Winchester-Nabu Detective Agency Year Four:
Case File No. 50-206
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Where We Left Off:
Guster Nabu found a fascinating rocky corridor that we believe could be catacombs.
The Amazing Psych-Man & Tap Man, Issue No. 2, “The Mantis”:
In past years, the Winchester-Nabu Detective Agency has covered the remarkable reproduction and metamorphoses of unusual beings like fairies and enchanted tree lobsters. This year, we discovered another peculiar thing on a tiny Japanese maple branch. I suspected something gross. In fairness, I think most details of reproduction are gross once it’s more than cellular division. Miraculous, but still gross.
The sapling is growing in a corner where Gus has successfully captured voles. To be honest, I think I don’t think the cocoon interested him much. I can understand why it wouldn’t. It wasn’t moving. It didn’t have a critter on it or bursting out of it. I wanted to document it for our research, but do you know how hard it is to take photos or videos when you don’t want to look at something?
As I reveal the photos to you, see how quickly you think you know what it is. For those who spend a lot of time outside in New Jersey in the kind of backyard that attracts bugs and critters of all types, I bet you’re already certain that this is a praying mantis cocoon. Or egg? I don’t know what they technically have and like I said, researching things that require visual confirmation when you have a creepy-crawly phobia is super challenging.
2017 Photos of Gus Observing a Praying Mantis
Think about how small humans are before they’re really anything viable. Clumps of cells. Then they get compared to sizes of fruit (much the same way as tumors do). Size of a sesame seed to grape to plum to apple to avocado, papaya, grapefruit, cantaloupe, and on and on until you find all fruit and vegetables revolting. But think about how enormous we are as full-grown humans compared to how we started. This is why I wasn’t ready to unquestionably accept that this small sac on a tree was going to be a small animal when it hatched. It could start off small but end up people size.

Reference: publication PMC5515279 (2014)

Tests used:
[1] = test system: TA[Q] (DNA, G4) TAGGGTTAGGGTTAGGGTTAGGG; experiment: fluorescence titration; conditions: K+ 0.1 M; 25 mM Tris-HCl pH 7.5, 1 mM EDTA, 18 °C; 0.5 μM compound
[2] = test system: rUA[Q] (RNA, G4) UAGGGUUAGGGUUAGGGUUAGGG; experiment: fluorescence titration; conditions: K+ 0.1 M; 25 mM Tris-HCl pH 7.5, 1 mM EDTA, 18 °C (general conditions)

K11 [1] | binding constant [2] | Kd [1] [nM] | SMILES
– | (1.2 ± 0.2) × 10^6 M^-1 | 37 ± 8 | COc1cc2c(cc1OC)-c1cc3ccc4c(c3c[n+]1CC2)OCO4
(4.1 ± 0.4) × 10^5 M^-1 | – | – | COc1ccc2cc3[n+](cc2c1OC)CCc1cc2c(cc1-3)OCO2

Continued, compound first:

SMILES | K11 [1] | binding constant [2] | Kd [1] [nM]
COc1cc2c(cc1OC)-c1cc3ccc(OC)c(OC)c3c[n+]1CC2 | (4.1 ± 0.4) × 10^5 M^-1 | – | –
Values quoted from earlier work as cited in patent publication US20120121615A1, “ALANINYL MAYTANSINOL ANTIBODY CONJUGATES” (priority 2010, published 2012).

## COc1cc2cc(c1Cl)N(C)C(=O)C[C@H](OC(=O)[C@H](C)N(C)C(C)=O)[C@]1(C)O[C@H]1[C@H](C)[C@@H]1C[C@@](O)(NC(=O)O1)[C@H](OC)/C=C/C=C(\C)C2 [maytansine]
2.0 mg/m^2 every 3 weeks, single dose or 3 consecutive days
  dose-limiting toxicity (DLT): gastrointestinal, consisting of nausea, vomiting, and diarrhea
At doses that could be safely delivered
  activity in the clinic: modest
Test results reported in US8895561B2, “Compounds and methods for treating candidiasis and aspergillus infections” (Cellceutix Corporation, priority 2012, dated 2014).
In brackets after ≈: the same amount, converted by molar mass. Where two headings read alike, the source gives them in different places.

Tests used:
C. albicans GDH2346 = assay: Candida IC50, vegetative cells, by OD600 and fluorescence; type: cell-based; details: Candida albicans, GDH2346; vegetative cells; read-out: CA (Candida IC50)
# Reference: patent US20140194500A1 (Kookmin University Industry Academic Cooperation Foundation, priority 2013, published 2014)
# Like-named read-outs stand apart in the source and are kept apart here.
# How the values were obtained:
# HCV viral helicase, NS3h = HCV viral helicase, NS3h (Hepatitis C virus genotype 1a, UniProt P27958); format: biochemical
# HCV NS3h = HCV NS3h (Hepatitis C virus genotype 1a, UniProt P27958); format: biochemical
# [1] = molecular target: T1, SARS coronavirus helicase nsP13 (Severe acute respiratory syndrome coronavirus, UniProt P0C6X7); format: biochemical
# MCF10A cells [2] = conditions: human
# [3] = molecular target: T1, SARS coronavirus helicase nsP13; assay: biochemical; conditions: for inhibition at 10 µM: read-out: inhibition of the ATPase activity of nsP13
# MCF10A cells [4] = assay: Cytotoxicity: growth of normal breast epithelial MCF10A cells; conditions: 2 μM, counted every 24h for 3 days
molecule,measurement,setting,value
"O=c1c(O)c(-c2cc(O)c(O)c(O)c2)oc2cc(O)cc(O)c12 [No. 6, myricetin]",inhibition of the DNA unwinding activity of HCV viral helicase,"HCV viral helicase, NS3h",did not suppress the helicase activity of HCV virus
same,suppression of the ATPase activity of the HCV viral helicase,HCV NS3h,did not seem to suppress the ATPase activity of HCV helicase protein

When it comes to unexpected creature sightings, like West Virginia’s Mothman, there’s no discussion about how these beings grow up. They have a common origin story of appearing, fully grown, out of nowhere. That’s why I’ve devoted so much time to covering how our local beloved cryptid, the Jersey Devil, actually began reproducing with compatible species like the white-tailed deer.
I nearly spit my coffee out when I was doing praying mantis research and came upon the Mantis Man legend which began RIGHT HERE! I’ve been here almost my entire life and never heard this legend before. One of the eyewitnesses described the Mantis:
It wasn’t a person and it was transparent-like with a weird shape. It moved slowly towards the bank and into the trees. I drove further so I could see it coming out of the trees. That’s the last I saw of it.
It was tall, 8 ft. or so and had long thin arms hanging off of it. The color was a pale brown, but I could see through it! The head was small compared to the body.
Some suspect the Mantis creature to be an extraterrestrial in order to explain why a non-aquatic insect would be near the “mighty” Musconetcong River (it’s little more than a creek, but people fish and go tubing). If this Mantis came from another world and needed a safe place to lay its eggs or whatever reproduction process it goes through, it could be why grown Mantises were spotted. Think of the Frog Woman in The Mandalorian. She needed to get her eggs to a safe planet. Naturally since the first eyewitnesses were men, they gave the creature the moniker “Mantis Man” but it is the female of the species that is dominant. Let’s just say Mantis or Mantisoid, okay?
A couple weeks after the March 29th photos, I looked around the branches of the small Japanese maple to see if any of the cocoon or egg sac structure was left. I found nothing. Like the red-spotted newt, perhaps these creatures go through different morphs each requiring a different environment. The newt is sometimes in water and walks to the woods. Maybe these Mantisoids are similar in their needs. We could spot one walking through the yard for a one-mile migration to the river where it prepares for its next stage of life.
We have no way of knowing if the egg sac or cocoon we found was a common praying mantis or the off-spring of the cryptid Mantisoid (aka Mantis Person). Since the sac disappeared, perhaps eaten by the creature once it hatched, the only evidence is the photographs.
Case Status: Closed